When Amy Joy Wroe Bechtel disappeared in July 1997, her life held much promise.  Newly married and in peak physical health, the 24-year-old was making memories with her husband and planning for the future.
But this up-and-coming young woman’s future was called into question when she failed to return to her Lander, Wyoming, home later that same night.
Where did Amy go, and who or what decided to rip her from the arms of her loved ones before her time?
As I’ve said countless times on this blog, safety is an illusion.
Even those of us who get strong gut feelings about certain people and situations struggle to follow those feelings and make decisions based on them. Gut feelings are usually right, but we worry that in following them, we are being judgemental or plain old silly.
Even when we’re surrounded by red flags, we don’t always want to believe the worst.
On February 2, 2008, 24-year-old Lindsay Buziak, a ReMax Camosun Realtor from Victoria, British Columbia, Canada, was murdered on the job. When she was asked to show the house she was killed in, the job seemed too good to be true. …
In 2017, the news in my part of Pennsylvania was buzzing with the disappearances of four young men from Bucks County. One by one, these young men — kids, really — vanished from the face of the earth, and their families and the police struggled to connect the disappearances.
It would eventually emerge that the men were connected by one person with a long history of mental illness, police run-ins, and unsettling behavior, who, over the course of about ten days, carried out a reign of terror that would haunt Bucks County forever.
Bucks County is not a small area. In 2010, it was home to 625,249 people, making it the fourth most-populous county in Pennsylvania, according to Wikipedia. Big cities including Philadelphia are nearby, but the violent crime rate in Bucks County is low — 9.6 on a scale of 100, with the national average being 22.7. …
Viewers of KIMT-TV in Mason City, Iowa, may or may not have noticed the absence of anchor Jodi Huisentruit on the morning of June 27, 1995, but her co-workers certainly did. 
Jodi wasn’t the type to just skip out on work. So when Jodi still wasn’t on set when the cameras started rolling on the 6 o’clock morning news broadcast, KIMT-TV employees knew something was very wrong.
But they didn’t expect to still be wondering where Jodi is more than 25 years later.
Law enforcement is tasked with protecting the public and bringing the bad guys to justice. It’s frustrating, then, when they fail to do so. It’s even more frustrating when law enforcement refuses to acknowledge its mistakes and won’t try to right its wrongs for reasons of pride.
Some homicide cases are complicated and it’s difficult to decipher all of the facts. The case of 27-year-old Donald Edward “D.J.” Fickey is not one of them. Law enforcement doesn’t want to acknowledge that the young father was murdered on October 3, 2016. …
I think we can all agree that video and audio recordings significantly increase the creepiness factor of a case. The disappearance of Canadian woman Amber Tuccaro is extremely disconcerting, thanks to a short snippet of audio in which Amber can be heard asking the man who was driving her where they were headed.
Amber knew the man wasn’t taking her where she wanted to go. You could hear the desperation and growing fear in her voice.
Ten years later, this case hasn’t been solved, in large part because the Royal Canadian Mounted Police (RCMP) didn’t investigate when they should have.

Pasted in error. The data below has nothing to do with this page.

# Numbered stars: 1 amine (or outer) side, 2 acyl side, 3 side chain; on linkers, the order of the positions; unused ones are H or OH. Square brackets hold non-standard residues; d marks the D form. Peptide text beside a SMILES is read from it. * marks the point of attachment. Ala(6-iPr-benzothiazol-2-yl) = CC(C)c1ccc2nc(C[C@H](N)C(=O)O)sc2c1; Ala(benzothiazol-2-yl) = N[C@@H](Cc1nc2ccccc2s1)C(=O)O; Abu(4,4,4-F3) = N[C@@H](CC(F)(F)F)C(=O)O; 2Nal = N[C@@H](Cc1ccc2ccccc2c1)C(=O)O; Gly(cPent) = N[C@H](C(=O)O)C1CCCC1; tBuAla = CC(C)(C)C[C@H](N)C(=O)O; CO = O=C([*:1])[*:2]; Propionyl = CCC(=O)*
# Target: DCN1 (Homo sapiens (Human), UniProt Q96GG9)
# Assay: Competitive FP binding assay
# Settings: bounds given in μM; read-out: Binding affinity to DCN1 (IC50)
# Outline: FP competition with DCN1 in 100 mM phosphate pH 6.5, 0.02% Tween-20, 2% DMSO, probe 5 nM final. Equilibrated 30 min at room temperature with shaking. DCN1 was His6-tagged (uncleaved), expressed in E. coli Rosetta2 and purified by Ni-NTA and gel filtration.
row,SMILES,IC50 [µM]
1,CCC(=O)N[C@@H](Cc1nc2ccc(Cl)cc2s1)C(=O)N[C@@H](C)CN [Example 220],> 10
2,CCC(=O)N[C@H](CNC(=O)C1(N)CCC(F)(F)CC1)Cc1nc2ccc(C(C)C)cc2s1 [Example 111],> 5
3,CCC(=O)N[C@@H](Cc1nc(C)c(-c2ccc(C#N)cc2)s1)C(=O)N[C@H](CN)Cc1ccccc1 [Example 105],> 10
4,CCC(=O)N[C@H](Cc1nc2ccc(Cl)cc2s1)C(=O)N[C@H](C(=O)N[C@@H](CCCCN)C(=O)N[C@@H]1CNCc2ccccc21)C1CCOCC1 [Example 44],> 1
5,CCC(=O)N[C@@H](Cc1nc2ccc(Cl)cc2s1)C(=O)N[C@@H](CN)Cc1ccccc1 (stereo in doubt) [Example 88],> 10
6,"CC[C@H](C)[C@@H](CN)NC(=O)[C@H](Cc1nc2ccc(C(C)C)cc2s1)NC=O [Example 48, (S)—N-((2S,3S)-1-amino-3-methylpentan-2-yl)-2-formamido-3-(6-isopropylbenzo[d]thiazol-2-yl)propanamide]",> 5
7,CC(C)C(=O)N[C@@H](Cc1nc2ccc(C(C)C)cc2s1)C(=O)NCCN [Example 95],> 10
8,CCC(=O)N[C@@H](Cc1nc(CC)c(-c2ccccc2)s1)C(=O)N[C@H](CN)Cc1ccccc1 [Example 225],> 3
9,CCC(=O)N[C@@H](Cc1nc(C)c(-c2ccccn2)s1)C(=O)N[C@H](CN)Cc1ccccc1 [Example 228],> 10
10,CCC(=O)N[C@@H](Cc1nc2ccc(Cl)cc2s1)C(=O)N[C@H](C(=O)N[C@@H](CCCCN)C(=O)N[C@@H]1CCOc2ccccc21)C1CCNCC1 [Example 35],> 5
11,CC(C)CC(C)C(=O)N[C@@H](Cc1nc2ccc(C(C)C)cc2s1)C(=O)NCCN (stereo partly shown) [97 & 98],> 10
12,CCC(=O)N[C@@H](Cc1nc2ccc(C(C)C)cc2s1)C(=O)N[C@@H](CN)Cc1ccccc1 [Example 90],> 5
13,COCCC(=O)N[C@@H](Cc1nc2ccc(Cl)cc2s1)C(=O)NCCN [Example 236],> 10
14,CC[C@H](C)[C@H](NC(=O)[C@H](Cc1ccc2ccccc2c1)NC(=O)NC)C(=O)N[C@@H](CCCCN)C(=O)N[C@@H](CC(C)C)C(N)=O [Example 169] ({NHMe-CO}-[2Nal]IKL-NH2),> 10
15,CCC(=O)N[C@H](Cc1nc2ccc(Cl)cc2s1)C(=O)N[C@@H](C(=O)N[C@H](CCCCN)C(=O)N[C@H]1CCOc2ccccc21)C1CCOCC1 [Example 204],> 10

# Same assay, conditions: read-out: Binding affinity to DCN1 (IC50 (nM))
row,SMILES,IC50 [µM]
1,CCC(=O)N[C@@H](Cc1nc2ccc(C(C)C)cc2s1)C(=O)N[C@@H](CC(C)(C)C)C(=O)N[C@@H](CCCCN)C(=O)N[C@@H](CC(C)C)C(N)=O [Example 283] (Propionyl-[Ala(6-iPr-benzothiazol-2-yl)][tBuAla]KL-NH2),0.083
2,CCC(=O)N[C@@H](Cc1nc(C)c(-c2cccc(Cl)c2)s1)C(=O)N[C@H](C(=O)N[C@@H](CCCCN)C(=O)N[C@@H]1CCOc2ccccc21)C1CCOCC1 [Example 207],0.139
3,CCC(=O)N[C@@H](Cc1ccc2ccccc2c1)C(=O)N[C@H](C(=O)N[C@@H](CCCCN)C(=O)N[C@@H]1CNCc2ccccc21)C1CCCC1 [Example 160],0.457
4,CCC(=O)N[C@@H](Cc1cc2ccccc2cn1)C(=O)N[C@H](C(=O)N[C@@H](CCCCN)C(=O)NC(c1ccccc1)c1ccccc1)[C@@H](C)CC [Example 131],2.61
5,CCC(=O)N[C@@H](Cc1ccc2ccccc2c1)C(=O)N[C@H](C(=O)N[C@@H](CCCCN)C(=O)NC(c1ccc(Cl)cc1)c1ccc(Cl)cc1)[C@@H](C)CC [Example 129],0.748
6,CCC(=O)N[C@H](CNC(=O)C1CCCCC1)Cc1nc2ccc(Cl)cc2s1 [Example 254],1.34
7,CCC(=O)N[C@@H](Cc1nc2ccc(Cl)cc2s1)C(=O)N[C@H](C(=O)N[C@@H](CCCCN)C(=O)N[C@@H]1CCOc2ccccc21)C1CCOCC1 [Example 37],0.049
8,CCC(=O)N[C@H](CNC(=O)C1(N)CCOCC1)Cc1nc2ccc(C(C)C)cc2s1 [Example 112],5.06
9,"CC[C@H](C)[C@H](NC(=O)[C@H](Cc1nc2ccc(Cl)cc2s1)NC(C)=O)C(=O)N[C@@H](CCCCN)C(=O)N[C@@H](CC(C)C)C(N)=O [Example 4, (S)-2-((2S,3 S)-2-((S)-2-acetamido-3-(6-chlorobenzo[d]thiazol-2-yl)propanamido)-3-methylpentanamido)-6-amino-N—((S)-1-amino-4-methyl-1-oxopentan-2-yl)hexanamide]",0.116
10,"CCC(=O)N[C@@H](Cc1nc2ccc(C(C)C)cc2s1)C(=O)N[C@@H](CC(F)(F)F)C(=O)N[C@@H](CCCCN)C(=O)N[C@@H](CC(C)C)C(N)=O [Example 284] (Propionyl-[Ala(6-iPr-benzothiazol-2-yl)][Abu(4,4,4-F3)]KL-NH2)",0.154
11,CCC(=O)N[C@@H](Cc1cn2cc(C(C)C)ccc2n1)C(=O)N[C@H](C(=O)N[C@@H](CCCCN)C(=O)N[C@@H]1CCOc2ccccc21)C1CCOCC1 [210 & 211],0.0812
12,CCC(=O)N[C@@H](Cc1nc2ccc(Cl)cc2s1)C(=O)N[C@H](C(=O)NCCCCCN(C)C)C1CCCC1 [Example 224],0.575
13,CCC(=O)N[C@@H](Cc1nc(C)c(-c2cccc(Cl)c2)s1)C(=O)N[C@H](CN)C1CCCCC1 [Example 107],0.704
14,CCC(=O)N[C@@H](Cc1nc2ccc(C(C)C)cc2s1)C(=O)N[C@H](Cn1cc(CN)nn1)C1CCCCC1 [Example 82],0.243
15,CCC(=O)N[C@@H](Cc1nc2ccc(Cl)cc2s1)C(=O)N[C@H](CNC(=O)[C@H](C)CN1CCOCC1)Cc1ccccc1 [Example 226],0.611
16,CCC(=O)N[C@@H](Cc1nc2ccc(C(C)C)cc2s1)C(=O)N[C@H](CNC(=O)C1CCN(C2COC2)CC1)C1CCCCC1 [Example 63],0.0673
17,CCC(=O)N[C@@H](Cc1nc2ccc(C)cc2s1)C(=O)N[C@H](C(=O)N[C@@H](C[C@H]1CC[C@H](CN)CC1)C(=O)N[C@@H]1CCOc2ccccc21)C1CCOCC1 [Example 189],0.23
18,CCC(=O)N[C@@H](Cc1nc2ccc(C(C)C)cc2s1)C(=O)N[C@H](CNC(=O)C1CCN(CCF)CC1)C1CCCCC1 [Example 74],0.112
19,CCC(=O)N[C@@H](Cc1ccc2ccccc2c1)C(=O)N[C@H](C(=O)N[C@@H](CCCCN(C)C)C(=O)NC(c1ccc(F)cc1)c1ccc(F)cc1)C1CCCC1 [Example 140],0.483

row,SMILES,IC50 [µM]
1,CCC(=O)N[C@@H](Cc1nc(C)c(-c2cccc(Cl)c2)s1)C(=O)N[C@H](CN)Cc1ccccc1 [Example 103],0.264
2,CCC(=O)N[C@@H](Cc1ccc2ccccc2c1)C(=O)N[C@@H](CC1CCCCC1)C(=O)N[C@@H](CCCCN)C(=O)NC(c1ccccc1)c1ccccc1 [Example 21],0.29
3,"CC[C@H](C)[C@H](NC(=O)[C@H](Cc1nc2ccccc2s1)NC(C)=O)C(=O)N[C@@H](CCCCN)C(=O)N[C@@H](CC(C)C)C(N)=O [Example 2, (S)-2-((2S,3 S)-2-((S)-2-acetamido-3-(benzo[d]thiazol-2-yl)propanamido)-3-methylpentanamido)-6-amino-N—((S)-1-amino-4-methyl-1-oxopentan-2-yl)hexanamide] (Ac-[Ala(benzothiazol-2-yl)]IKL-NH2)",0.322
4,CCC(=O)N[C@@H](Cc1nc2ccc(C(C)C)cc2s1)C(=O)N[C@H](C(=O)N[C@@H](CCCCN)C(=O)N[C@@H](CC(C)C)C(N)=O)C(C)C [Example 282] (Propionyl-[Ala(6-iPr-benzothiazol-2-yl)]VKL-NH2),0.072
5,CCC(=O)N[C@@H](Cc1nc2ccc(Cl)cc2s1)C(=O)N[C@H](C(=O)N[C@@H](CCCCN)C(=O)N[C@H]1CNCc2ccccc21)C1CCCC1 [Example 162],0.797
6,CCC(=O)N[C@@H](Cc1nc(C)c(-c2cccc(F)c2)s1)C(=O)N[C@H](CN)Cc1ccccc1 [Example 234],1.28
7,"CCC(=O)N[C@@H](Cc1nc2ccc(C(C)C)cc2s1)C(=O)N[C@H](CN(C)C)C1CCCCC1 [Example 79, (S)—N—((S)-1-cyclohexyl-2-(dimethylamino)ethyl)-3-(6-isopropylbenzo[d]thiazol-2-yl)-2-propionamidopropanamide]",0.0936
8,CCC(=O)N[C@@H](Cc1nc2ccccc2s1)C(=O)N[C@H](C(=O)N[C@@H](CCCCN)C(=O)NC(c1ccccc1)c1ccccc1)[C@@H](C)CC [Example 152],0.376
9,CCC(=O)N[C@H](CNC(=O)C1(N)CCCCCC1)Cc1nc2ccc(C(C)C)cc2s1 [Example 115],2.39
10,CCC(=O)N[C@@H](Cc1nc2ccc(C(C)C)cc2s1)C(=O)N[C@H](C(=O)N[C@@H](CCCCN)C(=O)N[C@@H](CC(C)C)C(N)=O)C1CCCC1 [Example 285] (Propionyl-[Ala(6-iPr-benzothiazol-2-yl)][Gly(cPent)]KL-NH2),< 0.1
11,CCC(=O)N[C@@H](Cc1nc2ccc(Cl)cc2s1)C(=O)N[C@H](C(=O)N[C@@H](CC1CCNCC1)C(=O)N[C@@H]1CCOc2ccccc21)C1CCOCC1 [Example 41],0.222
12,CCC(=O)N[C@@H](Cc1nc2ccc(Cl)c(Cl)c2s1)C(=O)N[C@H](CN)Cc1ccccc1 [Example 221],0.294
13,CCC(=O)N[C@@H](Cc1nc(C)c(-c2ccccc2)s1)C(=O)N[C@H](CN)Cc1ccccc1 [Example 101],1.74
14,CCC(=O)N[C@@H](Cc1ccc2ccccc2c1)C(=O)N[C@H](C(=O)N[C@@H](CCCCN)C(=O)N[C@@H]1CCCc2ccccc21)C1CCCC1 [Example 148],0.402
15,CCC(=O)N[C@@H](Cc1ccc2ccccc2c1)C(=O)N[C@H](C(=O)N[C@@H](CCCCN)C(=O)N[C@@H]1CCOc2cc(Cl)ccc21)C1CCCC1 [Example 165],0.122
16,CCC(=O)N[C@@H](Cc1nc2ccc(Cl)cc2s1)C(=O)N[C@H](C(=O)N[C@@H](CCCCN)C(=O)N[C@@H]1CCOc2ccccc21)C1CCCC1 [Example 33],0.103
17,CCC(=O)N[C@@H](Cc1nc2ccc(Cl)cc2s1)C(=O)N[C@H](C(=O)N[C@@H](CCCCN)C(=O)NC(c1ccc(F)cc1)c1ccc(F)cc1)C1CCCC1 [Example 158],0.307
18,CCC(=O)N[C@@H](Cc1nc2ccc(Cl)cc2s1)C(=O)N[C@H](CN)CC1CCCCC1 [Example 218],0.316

This story will infuriate you because of the police’s complete indifference to Amber’s disappearance. …
I’ve written about many horrific crimes, but the Channon Christian-Christopher Newsom murders left a scar on my heart. It is truly one of the most horrifying tales I’ve ever heard. It took me several days to wrap my head around it before I could start writing about it.
If you struggle with depression, PTSD, or you’re just a soft-hearted person, you might want to think twice before reading this. You’ve been warned.
If you do a search of Linda Stoltzfoos’ name on YouTube, you will find numerous videos about the case. One, in particular, caught my attention because it reminded me of an episode of “See No Evil” that I recently watched on Investigation Discovery (ID).
There is no way to confirm the validity of the claims made in the video, but according to the YouTube channel Plunder, Justo Smoker, the suspect who was filmed on surveillance video abducting 18-year-old Amish girl Linda Stoltzfoos, is talking behind bars at the Lancaster County Prison.
Plunder claims to have a source inside the prison who states that Smoker has been telling people that he can’t be convicted of murder if her body is never found. …
I’m sad and angry to have to write this update.
In late June, I told you about an 18-year-old Amish girl named Linda Stoltzfoos who had gone missing from Lancaster County, Pennsylvania. Many assumed that she ran away to start a new life, but that seemed unlikely, as she showed no signs of wanting to leave the church, nor did she reach out to anyone to let them know she was OK.
It just broke less than an hour ago that a man has been arrested for abducting Linda. The name of this piece of garbage is Justo Smoker, 34. He hails from Paradise Township, not far from where Linda was taken. …
Your family likely means the world to you. There’s nothing you wouldn’t do to protect them. The loss of a child would rip a massive chunk out of your soul and leave a hole that could never be filled.
If this sounds like you, it means you’re a normal person.
But there are people in this world who will stop at nothing to get what they want — or to get rid of what they don’t want — and even flesh and blood is not off-limits. …